New York State announces a new name for its Health Benefits Exchange, New York State of Health, along with participating health and dental plans.  The Exchange will begin enrollment on October 1st for coverage effective January 1st:


This press release from Indian Health Services (IHS) explores the impact of the Affordable Care Act on American Indian and Alaska Native people, including that they will have access to special enrollment periods outside the yearly open enrollment period and can continue to get services from tribal health programs, urban Indian health programs, or IHS if they enroll in a health insurance plan through the Marketplace.

Share Your Health Care Discrimination Stories

The Trevor Project: Saving Young Lives Help us tell the Department of Health and Human Services (HHS) why robust nondiscrimination protections are so necessary to ensure LGBTQ people have equal access to health care!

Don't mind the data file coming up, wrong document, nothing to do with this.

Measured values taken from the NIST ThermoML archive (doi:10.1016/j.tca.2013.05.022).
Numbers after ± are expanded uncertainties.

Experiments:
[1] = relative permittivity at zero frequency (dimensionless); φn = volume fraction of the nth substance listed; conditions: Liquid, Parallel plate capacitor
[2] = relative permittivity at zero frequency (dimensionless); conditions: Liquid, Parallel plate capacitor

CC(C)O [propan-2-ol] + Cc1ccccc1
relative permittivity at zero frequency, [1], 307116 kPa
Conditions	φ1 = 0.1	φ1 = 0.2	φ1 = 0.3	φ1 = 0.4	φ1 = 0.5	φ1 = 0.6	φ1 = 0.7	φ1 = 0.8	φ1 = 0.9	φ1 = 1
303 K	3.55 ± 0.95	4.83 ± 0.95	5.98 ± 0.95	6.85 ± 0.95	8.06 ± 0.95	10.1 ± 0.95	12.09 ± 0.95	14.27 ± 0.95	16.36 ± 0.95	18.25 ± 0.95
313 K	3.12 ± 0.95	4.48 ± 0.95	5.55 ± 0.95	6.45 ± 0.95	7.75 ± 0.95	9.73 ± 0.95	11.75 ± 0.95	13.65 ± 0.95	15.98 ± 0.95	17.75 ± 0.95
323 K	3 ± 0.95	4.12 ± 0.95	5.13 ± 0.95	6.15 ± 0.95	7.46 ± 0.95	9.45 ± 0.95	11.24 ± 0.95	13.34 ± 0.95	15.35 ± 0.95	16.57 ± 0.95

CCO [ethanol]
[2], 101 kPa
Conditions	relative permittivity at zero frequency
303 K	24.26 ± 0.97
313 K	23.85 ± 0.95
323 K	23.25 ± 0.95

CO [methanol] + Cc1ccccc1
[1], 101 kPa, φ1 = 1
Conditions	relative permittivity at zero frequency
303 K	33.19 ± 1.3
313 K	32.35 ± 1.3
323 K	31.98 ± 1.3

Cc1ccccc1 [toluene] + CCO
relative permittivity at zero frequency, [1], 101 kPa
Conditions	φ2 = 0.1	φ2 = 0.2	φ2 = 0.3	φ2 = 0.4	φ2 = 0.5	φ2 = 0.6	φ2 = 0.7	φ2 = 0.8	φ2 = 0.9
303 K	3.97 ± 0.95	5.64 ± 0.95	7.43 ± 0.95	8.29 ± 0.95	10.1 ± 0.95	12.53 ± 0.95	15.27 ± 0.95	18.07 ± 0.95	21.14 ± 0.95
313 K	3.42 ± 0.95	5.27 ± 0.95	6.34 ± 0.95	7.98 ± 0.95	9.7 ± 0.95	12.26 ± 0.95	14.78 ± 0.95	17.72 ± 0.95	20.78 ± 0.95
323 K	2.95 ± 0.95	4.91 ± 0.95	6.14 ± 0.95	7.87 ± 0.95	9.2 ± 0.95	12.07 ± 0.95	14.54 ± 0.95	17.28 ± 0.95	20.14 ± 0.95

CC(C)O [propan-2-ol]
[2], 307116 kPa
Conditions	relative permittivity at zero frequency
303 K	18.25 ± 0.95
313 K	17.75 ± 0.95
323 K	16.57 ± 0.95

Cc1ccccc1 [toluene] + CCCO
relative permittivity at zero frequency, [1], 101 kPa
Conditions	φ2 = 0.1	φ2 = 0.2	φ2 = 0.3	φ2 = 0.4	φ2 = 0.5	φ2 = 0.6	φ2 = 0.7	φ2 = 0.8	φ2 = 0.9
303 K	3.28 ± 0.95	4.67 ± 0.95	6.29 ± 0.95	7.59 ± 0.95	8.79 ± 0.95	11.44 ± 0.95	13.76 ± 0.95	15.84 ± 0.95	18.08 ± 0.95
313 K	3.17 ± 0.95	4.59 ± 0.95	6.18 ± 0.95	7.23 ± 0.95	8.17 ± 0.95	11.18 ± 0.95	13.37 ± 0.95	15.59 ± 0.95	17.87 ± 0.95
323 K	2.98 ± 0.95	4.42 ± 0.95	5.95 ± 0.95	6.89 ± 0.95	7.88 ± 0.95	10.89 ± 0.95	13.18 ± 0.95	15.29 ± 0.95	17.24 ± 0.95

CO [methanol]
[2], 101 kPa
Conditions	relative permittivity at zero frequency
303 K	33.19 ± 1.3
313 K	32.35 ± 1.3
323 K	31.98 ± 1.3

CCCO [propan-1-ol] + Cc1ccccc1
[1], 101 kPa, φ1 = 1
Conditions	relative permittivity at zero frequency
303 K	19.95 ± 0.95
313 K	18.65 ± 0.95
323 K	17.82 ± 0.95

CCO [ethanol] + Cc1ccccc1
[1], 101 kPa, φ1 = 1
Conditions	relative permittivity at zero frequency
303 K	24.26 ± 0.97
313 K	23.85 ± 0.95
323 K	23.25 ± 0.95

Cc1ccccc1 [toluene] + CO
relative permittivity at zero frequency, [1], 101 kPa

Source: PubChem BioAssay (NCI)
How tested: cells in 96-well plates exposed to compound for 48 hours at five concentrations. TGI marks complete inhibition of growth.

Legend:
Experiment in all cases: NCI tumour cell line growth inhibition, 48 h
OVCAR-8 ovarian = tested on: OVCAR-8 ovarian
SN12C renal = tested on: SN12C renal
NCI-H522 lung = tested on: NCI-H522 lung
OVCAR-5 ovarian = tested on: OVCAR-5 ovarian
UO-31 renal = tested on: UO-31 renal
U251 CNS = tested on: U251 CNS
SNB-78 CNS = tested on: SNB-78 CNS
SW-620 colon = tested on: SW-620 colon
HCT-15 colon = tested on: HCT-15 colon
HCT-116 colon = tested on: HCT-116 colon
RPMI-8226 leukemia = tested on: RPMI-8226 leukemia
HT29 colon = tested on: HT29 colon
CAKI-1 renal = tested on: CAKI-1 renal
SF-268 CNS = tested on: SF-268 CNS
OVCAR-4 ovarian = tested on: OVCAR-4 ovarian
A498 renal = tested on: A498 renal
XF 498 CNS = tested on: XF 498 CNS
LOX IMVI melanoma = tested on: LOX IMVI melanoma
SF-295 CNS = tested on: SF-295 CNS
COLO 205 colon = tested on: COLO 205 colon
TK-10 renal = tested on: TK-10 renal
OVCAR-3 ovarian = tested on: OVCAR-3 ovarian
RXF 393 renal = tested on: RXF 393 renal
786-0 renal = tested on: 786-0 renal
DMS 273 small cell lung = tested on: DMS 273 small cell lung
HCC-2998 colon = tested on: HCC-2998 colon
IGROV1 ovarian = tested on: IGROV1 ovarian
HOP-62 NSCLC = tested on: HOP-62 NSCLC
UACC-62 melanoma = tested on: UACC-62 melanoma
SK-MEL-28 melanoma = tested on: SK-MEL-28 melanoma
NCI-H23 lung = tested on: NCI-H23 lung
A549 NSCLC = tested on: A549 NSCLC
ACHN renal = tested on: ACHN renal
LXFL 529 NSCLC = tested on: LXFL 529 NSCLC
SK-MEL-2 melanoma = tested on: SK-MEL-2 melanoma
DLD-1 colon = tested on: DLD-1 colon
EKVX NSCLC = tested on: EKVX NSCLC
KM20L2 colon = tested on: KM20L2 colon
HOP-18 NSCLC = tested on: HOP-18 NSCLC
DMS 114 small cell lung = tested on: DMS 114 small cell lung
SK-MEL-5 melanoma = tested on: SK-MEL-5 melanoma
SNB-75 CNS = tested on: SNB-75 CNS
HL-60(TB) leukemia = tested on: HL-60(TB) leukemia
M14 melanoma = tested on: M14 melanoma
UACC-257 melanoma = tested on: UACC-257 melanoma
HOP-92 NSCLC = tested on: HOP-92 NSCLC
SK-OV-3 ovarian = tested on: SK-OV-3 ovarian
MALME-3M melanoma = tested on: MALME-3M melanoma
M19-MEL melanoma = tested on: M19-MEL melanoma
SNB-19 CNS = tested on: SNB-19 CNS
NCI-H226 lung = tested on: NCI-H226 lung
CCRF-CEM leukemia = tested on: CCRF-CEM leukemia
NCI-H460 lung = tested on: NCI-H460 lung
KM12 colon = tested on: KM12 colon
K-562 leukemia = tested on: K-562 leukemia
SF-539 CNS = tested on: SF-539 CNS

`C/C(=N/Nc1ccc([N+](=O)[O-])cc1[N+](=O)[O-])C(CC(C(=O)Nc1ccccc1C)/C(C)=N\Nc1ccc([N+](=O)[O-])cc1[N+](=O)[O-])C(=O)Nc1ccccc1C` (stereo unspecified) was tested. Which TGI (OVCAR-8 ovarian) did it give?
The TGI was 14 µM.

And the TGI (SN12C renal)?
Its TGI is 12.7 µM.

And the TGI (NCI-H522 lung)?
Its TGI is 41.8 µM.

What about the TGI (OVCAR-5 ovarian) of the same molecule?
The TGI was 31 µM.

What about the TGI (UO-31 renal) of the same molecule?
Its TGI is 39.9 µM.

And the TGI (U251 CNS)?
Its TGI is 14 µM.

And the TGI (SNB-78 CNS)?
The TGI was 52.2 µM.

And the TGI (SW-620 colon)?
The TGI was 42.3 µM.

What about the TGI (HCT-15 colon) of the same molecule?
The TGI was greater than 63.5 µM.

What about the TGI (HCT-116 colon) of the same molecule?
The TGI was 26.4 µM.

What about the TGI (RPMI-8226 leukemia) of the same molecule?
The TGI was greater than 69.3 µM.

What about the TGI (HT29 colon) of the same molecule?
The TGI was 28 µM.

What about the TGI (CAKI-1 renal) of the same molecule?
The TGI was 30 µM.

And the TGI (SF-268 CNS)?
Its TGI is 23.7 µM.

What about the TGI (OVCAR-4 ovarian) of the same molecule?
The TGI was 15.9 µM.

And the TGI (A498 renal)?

No one can tell your story better than you can, so today we are asking you to share your health care discrimination experiences with us. We will collect your stories and submit them to HHS to be part of the official record considered as they move forward in deciding how best to implement these important nondiscrimination provisions.

If you would like to submit your own comment to HHS, you can do so by filling out the form here. Note, none of the identifying fields are required, and you may submit an anonymous comment.

Please note that sharing your story with us does not constitute a legal action of any kind. 
For more information click here.
To learn more about the Trevor Project, click here.

Youth Communication Sponsors Writing Contest

Youth Communication

Writing Topic: What's the best piece of advice anyone ever gave you? Enter the contest by writing about the advice, the person who gave it to you, why it was useful at the point in your life you heard it, and how it has helped you since. 


In order to be eligible, youth must be 21 or under and may only enter the essay contest if they live in a group home, juvenile detention center, or with a foster family; or if you used to be in foster care.